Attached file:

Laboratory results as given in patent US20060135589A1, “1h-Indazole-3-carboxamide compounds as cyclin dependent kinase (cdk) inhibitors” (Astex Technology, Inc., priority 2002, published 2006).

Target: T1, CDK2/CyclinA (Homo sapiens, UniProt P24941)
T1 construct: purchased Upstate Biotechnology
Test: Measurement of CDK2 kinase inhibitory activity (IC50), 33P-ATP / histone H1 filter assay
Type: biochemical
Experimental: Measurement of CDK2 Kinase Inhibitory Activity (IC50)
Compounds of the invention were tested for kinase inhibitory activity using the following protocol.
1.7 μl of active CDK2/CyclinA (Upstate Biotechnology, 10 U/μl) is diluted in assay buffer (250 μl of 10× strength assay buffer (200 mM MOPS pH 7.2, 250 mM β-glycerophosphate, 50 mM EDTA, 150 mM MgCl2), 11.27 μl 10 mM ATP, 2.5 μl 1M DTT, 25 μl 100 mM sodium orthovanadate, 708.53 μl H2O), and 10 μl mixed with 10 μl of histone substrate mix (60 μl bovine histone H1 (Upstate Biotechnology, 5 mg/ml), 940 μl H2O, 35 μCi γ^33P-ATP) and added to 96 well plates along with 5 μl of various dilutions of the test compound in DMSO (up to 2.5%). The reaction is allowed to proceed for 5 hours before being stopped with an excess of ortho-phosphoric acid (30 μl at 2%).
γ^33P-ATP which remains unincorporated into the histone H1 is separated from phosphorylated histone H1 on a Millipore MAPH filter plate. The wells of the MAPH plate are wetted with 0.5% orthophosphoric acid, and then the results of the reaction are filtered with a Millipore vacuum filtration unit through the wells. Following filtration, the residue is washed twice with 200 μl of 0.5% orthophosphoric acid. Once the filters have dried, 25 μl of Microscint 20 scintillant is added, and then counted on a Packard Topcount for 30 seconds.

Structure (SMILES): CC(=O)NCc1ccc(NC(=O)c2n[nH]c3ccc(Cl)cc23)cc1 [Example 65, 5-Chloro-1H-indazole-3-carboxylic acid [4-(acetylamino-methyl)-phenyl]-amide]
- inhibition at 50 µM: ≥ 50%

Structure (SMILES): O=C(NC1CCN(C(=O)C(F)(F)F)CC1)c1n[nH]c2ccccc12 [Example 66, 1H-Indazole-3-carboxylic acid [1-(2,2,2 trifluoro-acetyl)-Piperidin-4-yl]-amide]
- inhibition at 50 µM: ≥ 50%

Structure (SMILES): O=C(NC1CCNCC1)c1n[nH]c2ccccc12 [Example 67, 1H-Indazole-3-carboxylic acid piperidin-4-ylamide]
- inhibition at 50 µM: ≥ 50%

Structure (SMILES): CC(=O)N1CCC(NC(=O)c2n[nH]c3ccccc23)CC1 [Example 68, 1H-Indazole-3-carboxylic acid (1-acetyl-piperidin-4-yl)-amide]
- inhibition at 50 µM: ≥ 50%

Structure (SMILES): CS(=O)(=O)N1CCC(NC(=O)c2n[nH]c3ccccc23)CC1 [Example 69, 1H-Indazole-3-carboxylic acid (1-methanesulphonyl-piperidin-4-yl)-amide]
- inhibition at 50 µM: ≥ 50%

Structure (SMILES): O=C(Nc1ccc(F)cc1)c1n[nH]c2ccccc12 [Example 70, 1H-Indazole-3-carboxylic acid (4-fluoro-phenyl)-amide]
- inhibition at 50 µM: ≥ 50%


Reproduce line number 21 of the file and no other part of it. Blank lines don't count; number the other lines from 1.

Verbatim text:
- inhibition at 50 µM: ≥ 50%